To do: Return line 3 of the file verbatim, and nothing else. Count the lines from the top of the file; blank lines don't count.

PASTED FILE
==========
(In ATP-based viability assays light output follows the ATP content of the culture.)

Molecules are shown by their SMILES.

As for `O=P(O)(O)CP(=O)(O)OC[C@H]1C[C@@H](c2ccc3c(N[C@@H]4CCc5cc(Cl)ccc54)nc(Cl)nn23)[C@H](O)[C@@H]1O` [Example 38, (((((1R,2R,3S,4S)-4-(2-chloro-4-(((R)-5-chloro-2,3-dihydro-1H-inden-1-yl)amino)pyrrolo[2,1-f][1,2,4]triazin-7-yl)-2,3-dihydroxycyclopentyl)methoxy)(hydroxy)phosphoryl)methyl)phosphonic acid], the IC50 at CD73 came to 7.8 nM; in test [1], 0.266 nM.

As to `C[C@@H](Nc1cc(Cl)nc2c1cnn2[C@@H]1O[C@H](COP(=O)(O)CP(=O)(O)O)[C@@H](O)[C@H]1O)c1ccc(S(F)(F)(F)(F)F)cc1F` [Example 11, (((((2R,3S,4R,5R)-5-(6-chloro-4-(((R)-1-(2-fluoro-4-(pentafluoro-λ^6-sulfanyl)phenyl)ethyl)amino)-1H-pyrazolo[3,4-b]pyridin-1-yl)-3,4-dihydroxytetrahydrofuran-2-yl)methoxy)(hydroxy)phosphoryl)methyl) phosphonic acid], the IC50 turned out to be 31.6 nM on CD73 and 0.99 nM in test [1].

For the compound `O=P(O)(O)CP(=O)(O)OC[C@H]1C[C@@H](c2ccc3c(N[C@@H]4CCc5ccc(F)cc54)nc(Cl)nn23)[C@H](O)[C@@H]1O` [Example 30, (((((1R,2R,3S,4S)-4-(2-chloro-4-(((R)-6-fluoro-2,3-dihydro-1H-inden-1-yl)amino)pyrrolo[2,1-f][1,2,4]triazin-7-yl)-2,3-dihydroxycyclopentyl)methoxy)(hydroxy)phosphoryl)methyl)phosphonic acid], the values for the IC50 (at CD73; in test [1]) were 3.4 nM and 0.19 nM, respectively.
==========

As for `O=P(O)(O)CP(=O)(O)OC[C@H]1C[C@@H](c2ccc3c(N[C@@H]4CCc5cc(Cl)ccc54)nc(Cl)nn23)[C@H](O)[C@@H]1O` [Example 38, (((((1R,2R,3S,4S)-4-(2-chloro-4-(((R)-5-chloro-2,3-dihydro-1H-inden-1-yl)amino)pyrrolo[2,1-f][1,2,4]triazin-7-yl)-2,3-dihydroxycyclopentyl)methoxy)(hydroxy)phosphoryl)methyl)phosphonic acid], the IC50 at CD73 came to 7.8 nM; in test [1], 0.266 nM.